Readers Comments (15)

  1. Just a quick thank you again for your video’s on this bike. I watched both a couple of times and had a good long think about it. I am now happy to report I have one of the latest silver A2B Metros that I’m using to commute to and from work.
    Thanks again.

  2. Great to find the opinion of an experienced owner and not someone from a gadget blog who has had the bike for an afternoon like most other videos. Watched your other video on the A2B previously and both have been very informative. Thanks for uploading.

  3. Here are good instructions on adjusting the Avid BB5 brakes on the Metro.  This method seems to work better than Avid’s own directions. Link: ecovelo.info/2011/04/15/a-foolproof-method-for-adjusting-avid-bb5-disc-brakes/

  4. I have the 2.1, yes the bike is heavy, I would not say it was a moped all the weight is in the motor and battery, I ride motorcycles and have ridden mopeds in the past so would definitely say not a moped.
    It is a bicycle you have to work hard sometimes to get any decent speed out of it, you hit 15 or so mph and the motor drags you back unless you keep kicking it and then it will take you up to a reasonable cycling speed.
    The worst thing about them is the govt speed restriction on them.

  5. This bike could go faster but is restricted, it can be a comfortable bike but getting the seat right is no easy task as the suspension bobs you up and down a lot, you have to fix the suspension to get the seat right, longest run to date is around 25 miles without stopping except to swap to other battery.
    I prefer the key in the frame the other is open to cable attack.

  6. i mess with bike’s and tell friends size really does matter.

  7. Thank you for your comment – my conclusion is that I can only look upon this great bike as an electric scooter with speed restricted and pedals added to make it comply to clycle legislation description and therefore allow restricted requirements relating to where it can be ridden and no requiement for insurance or licence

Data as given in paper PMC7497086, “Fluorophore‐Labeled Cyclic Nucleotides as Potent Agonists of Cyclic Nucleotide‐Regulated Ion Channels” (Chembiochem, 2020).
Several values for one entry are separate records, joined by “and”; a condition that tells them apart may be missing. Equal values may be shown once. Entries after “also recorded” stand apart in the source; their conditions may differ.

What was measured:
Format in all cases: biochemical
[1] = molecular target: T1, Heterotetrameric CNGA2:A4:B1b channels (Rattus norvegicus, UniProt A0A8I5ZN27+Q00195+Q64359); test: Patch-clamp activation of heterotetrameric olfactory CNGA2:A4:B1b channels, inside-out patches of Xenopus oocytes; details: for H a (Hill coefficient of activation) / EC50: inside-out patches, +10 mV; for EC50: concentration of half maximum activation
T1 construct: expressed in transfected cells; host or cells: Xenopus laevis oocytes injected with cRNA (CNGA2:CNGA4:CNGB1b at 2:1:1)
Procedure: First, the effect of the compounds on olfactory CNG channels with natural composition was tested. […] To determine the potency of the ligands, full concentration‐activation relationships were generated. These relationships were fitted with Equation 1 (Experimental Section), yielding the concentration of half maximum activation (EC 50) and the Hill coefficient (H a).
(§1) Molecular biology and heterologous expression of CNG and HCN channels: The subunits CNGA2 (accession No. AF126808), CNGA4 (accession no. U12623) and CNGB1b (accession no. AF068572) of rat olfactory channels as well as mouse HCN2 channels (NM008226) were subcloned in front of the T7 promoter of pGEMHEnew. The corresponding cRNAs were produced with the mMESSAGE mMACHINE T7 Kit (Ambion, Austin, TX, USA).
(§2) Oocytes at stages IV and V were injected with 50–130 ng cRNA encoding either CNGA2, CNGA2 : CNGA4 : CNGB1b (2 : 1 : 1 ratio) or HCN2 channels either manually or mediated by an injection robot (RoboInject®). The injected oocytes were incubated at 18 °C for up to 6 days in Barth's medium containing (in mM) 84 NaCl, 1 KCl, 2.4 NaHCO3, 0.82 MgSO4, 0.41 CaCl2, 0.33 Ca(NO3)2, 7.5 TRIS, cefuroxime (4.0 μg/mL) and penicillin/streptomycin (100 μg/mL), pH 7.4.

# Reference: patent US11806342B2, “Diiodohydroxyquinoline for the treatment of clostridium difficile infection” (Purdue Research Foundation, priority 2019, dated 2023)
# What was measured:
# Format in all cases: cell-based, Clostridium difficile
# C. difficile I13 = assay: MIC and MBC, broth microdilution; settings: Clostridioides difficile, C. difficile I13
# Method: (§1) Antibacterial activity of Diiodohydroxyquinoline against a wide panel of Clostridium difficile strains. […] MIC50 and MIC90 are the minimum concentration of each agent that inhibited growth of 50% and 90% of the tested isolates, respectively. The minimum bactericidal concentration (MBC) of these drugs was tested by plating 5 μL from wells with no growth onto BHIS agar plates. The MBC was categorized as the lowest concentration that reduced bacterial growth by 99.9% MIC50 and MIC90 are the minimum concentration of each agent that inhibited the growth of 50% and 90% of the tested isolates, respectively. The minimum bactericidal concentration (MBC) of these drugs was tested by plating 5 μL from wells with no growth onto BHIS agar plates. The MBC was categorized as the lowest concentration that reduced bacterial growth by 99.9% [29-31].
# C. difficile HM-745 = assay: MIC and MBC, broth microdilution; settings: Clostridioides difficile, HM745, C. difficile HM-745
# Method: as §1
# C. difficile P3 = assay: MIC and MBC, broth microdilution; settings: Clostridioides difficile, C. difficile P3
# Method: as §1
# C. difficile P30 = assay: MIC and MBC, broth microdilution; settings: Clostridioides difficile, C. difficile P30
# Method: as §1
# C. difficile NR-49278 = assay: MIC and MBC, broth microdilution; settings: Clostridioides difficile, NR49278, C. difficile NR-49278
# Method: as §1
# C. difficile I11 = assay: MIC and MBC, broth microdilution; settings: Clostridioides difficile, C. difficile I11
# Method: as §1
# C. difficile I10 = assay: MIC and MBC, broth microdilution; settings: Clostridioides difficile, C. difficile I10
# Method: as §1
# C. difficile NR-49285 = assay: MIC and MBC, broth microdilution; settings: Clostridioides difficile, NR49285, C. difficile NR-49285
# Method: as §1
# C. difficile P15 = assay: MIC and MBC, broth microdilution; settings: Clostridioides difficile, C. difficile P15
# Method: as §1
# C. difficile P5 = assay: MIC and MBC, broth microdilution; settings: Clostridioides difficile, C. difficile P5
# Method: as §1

8. Niklas Mårtensson February 11, 2021 @ 9:01 pm

    are you using some video editing software with some anti shake effect?

  9. According to A2B facebook: Alternate tires for the A2B Metro: Shinko SR714 DOT approved tire, sized a little differently since it is for a motorcycle, at 2.25-16. Long lasting, puncture resistant tire (remember a DOT tire will be harder to mount then a tire intended for a bicycle). Another one is the Maxxis Max Daddy, a knobby BMX tire sized at 20×2.25. Either of these tires, along with most 20 inch bicycle tires over 2.25 inches wide, allow you to customize for specific riding conditions.

  10. Nice throughout review and thoughts on this bike. Great to hear your point of view on your long term ownership of it!

  11. My Gen.1 (2008) model A2B Metro had a motor failure and died. Seems most early Gen. 1 Metros had motor/controller issues. So far so good after they moved the controller position in the Generation 2 bike (2011 w/dash, dash keyswitch and lights). I am now easger to try faster 28 mph pedal assist e-bikes such as the A2B Shima or Stromer Platinum ST1. USA law is 20 mph unassisted so by pedal-assist you are technically adding human input which makes 28 mph "grey area legal-ish" by interpretation.

  12. Thank you for your comments – they were very interesting and informative. I was glad to hear you had similair views to myself regarding the A2B being more of an electric moped with (restricted speed) – I feel that it is well built and I really do enjoy using it for what it is – good urban two wheel transport which is fun

  13. Thank you for the video. I recently bought one of these, and it had been broken down for shipping. For the life of me, I couldn’t figure out how to adjust the brakes, and the front one was too tight. I was barely able to get the front wheel on, and the wheel wouldn’t spin freely at all.

  14. If you are concerned about the key you could always cut the plastic top off and run a pin through it and the body of the key to make it a folding flat key that way you are less likely to kick it or break it.
    The brakes are a pain because they are cable, hydraulic would be better and I’m looking to upgrade soon.
    tyres are too smooth should have more grip for the wet or snow.
    We should have the US law 500 watts 20 mph that is just right for this type of bike.

  15. I agree with your review. I’ve owned both Generation 1 (2008) and Generation 2 (2011) A2B Metros. They are quite heavy to pedal. This bike is not for everyone but suits me since I go from ground floor garage to ground floor office on my commute. This would not be a bike to take up stairs or on a train. It’s really more of a moped/motorcycle than a bicycle. A2B’s other models are designed to be more bike-like. They now have a Shima model that’s a 28 mph pedelec which I’d like to try.

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